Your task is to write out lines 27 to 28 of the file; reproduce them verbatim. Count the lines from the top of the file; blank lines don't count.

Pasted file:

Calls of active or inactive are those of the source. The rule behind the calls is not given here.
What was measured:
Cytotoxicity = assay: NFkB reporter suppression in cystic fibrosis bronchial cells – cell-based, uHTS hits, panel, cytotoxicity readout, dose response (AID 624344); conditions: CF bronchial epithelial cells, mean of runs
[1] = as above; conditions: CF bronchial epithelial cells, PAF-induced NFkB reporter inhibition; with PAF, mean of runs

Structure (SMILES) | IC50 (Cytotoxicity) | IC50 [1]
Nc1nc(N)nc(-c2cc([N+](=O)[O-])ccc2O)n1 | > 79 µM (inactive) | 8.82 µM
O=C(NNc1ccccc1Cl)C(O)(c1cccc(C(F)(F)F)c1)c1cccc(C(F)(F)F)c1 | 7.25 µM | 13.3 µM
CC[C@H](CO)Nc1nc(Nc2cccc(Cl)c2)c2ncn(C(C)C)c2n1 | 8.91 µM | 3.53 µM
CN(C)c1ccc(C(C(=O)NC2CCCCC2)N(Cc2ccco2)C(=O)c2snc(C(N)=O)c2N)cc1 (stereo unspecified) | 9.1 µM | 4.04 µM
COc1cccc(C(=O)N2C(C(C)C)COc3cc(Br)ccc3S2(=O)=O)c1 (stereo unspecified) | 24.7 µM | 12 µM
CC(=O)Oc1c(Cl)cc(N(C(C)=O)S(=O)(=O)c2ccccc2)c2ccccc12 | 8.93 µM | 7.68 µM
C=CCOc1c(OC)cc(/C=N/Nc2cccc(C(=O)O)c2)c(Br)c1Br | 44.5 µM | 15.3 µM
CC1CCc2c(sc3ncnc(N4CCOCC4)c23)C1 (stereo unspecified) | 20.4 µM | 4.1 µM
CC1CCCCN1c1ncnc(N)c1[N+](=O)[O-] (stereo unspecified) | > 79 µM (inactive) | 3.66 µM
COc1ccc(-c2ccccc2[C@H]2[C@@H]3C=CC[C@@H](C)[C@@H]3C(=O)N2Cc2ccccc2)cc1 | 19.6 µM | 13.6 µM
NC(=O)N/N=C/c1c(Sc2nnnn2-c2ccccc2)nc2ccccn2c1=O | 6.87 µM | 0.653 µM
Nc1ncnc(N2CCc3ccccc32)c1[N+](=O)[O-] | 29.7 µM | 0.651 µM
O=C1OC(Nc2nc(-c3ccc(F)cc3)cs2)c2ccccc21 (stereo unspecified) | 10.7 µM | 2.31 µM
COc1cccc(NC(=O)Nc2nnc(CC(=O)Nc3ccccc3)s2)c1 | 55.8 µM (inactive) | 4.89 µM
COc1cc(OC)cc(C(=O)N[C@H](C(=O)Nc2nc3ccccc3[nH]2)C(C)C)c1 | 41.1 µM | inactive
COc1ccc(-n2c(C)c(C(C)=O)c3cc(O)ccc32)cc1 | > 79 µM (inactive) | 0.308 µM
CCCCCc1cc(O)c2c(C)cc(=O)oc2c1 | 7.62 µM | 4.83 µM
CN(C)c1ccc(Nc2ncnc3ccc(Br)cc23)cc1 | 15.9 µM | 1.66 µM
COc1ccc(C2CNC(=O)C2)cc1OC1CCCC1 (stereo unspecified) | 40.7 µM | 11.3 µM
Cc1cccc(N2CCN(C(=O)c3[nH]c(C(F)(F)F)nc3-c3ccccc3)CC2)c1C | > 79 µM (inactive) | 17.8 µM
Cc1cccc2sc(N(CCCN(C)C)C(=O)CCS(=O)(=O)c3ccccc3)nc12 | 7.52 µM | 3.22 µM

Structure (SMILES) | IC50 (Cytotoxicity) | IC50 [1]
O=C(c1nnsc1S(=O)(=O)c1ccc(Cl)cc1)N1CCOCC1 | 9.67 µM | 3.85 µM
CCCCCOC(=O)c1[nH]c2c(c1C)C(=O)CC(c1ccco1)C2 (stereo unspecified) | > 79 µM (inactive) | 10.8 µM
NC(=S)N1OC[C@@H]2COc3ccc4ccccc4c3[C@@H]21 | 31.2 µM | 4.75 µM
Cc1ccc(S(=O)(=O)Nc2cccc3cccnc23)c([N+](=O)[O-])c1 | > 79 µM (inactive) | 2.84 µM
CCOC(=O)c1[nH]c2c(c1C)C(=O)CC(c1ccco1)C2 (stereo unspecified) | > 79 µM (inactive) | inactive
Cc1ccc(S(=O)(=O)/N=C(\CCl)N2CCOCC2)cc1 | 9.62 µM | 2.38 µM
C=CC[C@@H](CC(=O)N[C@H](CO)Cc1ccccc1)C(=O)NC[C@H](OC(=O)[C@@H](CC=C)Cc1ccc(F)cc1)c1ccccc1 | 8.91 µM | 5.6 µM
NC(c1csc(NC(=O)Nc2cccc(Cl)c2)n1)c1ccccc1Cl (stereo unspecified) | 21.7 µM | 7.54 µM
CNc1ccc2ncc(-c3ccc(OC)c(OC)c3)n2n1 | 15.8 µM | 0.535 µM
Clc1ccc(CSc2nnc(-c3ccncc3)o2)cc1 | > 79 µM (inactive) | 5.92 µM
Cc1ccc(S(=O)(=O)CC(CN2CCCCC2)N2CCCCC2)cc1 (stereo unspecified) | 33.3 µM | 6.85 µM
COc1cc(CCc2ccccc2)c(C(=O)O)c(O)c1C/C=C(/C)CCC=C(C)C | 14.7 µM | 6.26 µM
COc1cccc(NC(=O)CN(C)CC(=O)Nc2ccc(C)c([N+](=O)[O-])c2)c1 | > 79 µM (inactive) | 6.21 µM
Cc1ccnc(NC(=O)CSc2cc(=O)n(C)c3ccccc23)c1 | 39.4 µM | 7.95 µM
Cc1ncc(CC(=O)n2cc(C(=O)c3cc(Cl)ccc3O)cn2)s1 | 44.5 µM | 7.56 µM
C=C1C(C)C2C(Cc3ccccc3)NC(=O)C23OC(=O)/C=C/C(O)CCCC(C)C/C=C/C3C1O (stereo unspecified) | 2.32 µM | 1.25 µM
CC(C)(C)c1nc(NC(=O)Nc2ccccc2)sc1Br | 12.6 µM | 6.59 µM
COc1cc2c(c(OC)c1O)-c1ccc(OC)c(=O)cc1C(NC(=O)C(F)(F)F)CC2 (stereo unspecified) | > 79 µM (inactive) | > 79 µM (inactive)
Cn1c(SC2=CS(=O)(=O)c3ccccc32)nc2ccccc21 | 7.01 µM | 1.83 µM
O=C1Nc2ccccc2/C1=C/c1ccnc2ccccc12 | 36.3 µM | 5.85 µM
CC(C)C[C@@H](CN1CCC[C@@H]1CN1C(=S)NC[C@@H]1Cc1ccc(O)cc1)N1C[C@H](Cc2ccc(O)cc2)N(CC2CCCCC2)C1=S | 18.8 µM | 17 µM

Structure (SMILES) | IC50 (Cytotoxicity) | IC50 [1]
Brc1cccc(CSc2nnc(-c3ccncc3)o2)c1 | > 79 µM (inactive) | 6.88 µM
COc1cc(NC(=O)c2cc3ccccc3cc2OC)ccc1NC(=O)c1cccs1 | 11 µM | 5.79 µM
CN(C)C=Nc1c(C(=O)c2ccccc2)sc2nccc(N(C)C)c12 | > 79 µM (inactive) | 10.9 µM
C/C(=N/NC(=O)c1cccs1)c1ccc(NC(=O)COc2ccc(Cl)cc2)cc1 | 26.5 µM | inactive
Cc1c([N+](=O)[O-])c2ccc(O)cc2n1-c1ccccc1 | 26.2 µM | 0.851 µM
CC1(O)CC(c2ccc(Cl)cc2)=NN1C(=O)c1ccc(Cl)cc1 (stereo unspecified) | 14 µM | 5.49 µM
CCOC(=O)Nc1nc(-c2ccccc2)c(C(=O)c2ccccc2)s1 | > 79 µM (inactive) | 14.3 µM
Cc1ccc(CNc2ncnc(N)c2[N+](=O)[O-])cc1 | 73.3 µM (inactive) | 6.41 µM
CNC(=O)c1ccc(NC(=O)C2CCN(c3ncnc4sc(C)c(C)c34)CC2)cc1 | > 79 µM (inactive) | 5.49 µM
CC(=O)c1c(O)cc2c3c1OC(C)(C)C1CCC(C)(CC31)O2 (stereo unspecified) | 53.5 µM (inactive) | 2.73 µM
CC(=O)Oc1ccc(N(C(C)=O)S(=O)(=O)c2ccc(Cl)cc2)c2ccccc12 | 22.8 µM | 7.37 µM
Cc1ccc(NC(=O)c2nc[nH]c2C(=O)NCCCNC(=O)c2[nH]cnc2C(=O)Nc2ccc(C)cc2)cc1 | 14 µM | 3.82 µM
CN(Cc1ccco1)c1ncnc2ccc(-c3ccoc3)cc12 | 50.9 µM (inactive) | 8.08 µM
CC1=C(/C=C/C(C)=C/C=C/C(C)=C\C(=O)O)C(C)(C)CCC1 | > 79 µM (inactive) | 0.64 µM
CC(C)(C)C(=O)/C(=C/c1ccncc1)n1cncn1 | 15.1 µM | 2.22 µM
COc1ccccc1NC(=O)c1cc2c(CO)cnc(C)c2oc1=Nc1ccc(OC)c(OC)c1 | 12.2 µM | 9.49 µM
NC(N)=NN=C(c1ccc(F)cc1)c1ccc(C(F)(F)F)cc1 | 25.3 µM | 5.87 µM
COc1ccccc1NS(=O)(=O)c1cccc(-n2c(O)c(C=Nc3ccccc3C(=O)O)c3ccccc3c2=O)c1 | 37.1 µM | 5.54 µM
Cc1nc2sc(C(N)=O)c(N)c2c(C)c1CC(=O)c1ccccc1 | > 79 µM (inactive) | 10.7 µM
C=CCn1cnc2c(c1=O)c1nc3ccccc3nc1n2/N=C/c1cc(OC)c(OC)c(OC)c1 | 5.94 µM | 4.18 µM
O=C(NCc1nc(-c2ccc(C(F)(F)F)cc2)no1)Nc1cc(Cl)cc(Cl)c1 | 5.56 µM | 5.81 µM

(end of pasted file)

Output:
Structure (SMILES) | IC50 (Cytotoxicity) | IC50 [1]
O=C(c1nnsc1S(=O)(=O)c1ccc(Cl)cc1)N1CCOCC1 | 9.67 µM | 3.85 µM